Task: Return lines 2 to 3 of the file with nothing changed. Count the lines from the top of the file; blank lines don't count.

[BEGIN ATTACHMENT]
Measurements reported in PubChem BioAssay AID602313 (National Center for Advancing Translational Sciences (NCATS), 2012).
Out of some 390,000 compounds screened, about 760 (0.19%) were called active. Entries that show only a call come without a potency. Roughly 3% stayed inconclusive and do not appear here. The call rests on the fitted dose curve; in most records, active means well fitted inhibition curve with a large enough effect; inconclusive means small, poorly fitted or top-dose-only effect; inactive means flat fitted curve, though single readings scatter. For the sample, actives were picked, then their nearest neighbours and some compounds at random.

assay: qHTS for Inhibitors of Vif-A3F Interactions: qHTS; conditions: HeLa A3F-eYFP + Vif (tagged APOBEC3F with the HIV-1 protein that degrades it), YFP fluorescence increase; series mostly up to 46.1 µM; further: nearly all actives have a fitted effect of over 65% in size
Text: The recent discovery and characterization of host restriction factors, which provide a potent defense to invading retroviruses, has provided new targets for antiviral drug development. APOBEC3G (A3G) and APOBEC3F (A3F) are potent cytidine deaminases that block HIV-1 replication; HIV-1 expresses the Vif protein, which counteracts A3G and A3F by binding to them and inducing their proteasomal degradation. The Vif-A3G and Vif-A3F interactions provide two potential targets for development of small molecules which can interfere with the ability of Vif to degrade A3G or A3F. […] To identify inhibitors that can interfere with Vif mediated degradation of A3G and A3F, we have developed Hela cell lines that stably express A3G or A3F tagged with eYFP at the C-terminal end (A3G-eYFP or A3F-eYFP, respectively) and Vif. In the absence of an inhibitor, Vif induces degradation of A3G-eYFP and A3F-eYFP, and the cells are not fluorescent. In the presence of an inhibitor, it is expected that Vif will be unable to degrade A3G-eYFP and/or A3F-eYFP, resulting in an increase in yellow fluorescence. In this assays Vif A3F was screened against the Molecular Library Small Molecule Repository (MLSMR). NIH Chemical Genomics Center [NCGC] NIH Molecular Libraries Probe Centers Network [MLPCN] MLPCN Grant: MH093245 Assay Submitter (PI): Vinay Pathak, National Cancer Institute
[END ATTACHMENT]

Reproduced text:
Out of some 390,000 compounds screened, about 760 (0.19%) were called active. Entries that show only a call come without a potency. Roughly 3% stayed inconclusive and do not appear here. The call rests on the fitted dose curve; in most records, active means well fitted inhibition curve with a large enough effect; inconclusive means small, poorly fitted or top-dose-only effect; inactive means flat fitted curve, though single readings scatter. For the sample, actives were picked, then their nearest neighbours and some compounds at random.

assay: qHTS for Inhibitors of Vif-A3F Interactions: qHTS; conditions: HeLa A3F-eYFP + Vif (tagged APOBEC3F with the HIV-1 protein that degrades it), YFP fluorescence increase; series mostly up to 46.1 µM; further: nearly all actives have a fitted effect of over 65% in size